soft and lovely the summer
through ... let our experts
treat it regularly I
Balboa 3677
Armed Services
YMCA Beauty Salon
(YMCA Bids.) Balboa
Easter Sunrise Service Tomorrow
Easter sunrlsa worship servic-
2s will be held Sunday at 8:10
a.m. on the steps of the Admin-
istration Building. The La Boca
High School alumni chorus, di-
rected by Miss Emily, Butcher,
will sing. Also participating In
the worship services will be the
71st Army Band.
The armed forces chaplains of
the Pacific Sector are sponsoring
the services.
Woman's Club To Hold ,
Benefit Card Party
The Balboa Woman's Club will
sponsor a card party Friday. A-
prll 25, at the American Legion
Club at Fort Amador, for the
benefit of charity and the Malt-
land Twin Fund. The Maltland
twins, who were born at the Pa-
lo Seco Leper Colony two years
ago, have been provided for
through the contributions of the
club.
Tickets are $1.00 and may be
purchased a,t the door or from
any club member. Refreshments
will be served and door prizes
awarded.
The public is cordially invited
to attend.
Merit To Replace Patronage
As Key To Government Jobs
^rtlanlic O
oaetij** , m Cmtmm DtUmu g^ 379
MRS. HARTLAND COMPLIMENTED
WITH MORNING COFFEE
Bridge Tournament Monday
Evening
The regular bridge tournament
will be played Monday evening at
7 In the card room of the Hotel
Tlvoli.
All Interested players are In-
vited to attend and play All are
asked to be prompt.
Pah-American Day Danee
Thursday
The1 Inter-American Women s
Club will sponsor a dinner dance
Thursday evening at 8 at the
Union Club, In celebration of
Pan-American Day. Reservations
may be made by telephoning the
club's headquarters. Balboa 3485,
or Panama 2-0518. Tickets are
$2.50 per person.
All members of the inter-
Amrelcan Women's Club and
their guests are Invited to attend.
RUTH MILLETT Says
A college professor whose field
Is marriage counselling advises
girls that the best place to do
their husband-hunting is right
in their own home towns.
For the girl who has under-
standing parents, a home where
hei friends are welcome, and
who Is accepted by the young
people her own age, the advice
Is sound.
Such a girl would be foolish
Indeed to give up that kind of
background to go husband-
*nmtlng In far-away ssty un-
der the pretext of wanting a
career.
But all girls are not so fortun-
ate. Some have domineering pa-
rents with whom they cannot
get along. Some girls have sucn
slovenly-kept homes that they
are ashamed to bring friends
home with them or else they
have homes where friends are
not made welcome. Others have
for some reason or other never
fitted In well with the young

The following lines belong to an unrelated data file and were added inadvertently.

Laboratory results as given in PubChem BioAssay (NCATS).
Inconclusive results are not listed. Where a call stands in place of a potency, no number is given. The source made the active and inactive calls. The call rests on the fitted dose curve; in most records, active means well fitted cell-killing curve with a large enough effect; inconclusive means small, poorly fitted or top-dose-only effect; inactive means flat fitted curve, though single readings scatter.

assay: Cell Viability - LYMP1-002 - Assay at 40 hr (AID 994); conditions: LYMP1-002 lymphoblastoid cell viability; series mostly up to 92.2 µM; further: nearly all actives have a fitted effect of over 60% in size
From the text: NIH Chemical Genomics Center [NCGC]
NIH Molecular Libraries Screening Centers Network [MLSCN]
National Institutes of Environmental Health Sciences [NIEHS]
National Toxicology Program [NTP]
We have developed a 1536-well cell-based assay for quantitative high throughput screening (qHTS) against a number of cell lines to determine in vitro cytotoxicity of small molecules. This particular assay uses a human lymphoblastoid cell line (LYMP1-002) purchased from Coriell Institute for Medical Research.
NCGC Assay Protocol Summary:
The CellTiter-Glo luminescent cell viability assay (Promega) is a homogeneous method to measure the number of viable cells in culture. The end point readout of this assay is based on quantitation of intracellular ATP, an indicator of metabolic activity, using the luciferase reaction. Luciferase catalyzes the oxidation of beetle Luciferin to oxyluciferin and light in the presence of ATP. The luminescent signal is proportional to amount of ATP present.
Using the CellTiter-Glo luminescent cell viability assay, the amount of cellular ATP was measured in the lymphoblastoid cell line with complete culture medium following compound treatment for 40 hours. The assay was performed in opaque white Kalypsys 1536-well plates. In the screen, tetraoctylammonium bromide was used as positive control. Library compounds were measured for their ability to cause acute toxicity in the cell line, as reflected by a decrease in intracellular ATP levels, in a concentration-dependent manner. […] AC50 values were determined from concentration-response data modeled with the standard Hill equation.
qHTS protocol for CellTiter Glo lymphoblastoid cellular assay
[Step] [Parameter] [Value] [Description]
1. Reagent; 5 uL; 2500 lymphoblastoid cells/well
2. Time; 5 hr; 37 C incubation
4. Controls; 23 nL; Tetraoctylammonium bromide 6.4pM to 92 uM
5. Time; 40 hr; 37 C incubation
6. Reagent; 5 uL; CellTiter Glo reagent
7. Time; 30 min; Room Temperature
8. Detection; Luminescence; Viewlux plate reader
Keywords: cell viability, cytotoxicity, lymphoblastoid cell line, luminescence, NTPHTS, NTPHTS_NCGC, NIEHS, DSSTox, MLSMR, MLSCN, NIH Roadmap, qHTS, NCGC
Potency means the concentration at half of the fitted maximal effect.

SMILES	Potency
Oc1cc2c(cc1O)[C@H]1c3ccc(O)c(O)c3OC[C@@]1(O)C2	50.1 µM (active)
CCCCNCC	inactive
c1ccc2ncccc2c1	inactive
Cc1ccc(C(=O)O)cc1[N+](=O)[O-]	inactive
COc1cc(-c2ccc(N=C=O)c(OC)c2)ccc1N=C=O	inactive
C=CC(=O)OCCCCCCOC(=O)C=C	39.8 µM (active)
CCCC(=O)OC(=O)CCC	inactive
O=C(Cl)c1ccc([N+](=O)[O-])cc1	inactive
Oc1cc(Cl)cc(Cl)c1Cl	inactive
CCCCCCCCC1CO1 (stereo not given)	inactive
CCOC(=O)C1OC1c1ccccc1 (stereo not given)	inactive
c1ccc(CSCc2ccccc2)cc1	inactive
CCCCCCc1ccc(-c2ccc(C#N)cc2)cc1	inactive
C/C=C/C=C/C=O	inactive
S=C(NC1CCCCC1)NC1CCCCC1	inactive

crowd In their home town.
PROSPECTS BETTER
ELSEWHERE
Such girls don't have very
good matrimonial prospects at
WASHINGTON, April 12 (UP)
President Truman moved to-
day to take more than 20,000
U. 8. Marshals, customs collec-
tors and postmasters out of pol-
itics by ordering them placed
under Civil Service.
In a special message to Con-
gress, Mr. Truman submitted
plans to reorganize the Post
Office Department, the Treas- ;
ury and the Justice Department.;
They will become law unless,
Congress objects within 60
working days.
This is a continuation of the
reorganization drive Mr. Tru-
man started when he placed all
Collectors of Internal Revenue!
under Civil Service.
Congre&s permitted this move
despite considerable angry Sen-
ate opposition.
Meantime, Internal Revenue
Commissioner John B. Dunlap
announced the creation of a
special board to screen candi-
dates for the 85 new high of-,
flees are being abolished and:
will be replaced by 21 district |
commissioners and 4 deputies,!
all civil Service appointees.
One of Mr. Truman's new
plans would bring a gradual end
to the present system of Presi-
dential appointment and Senate
confirmation of irst, second and
third class postmasters.
Heads of all 21,438 post of Ices
In these classes would be placed
under classified Civil Service.
The second plan calls for se-
lection by a Civil Service merit
system of all Bureau of Cus-
toms oficiis. Including collec-
tors, comptrollers and surveyors.
They now are appointed by the
President arrd confirmed by the
Senate.
Mr. Truman's proposal cover-
ing the Justice Department
would abolish all present offices
of U. S. Marshal. It then would
re-establish new positions, to be
filled by the attorney general
under classified Civil Service.
Mr. Truman said the plans
SCHOLL'S SERVICES
Panama No N Justo Arusemena Ave.
Foot treatment. Corns, Callouses, Ingrown Toe Nails,
Arch Supports. REDUCING Treatments Massages,
Slenderising Machines, Turkish Baths Male and female
operators For Information call: S-217 Panama.
I12 a.m.; I pjn.
slop worrying...
start Anting!
Don't worry about that
first gray strand! Let ft be a
"blessing in disguise" a
signal to you to take action
and do something about ob-
taining lovelier, natural-
looking new haircolor! So
relax and let Roux take
over! For Roux Oil Sham-
poo Tint treatments conceal
everv visible strand of dull
or gray hair, give sparkling
highlights and lustre, adds
subtle, natural-looking color
that changes your worry to
delight!
ROUX (Ml
SHAMPOO TINT
COLOKS CONDITIONS
CLEANSES
Caution: use only as directed
on label
DtatrlbnlM la On UnMIc at PumM
a< lb* Canal tm*
JULIO VOS
No > "A" Street
Telephone 2-2971 Panam
home.
But if they are intelligent ana
ambitious, they can often give
themselves a fresh start in Hie.
by striking out on their own in
a new place, once their educa-
tion Is finished.
That is an essential part ot
woman's new freedom the
fact that she can strike out for
herself and make a life of her
own.
So while staying at home to
husband-hunt may be the best